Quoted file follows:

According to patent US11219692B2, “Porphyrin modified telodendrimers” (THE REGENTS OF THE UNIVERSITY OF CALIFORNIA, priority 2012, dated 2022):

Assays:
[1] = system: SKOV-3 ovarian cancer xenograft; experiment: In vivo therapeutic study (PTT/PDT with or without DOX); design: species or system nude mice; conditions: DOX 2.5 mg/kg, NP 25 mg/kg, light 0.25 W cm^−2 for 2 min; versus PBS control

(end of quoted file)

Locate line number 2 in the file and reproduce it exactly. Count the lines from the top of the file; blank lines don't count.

Assays: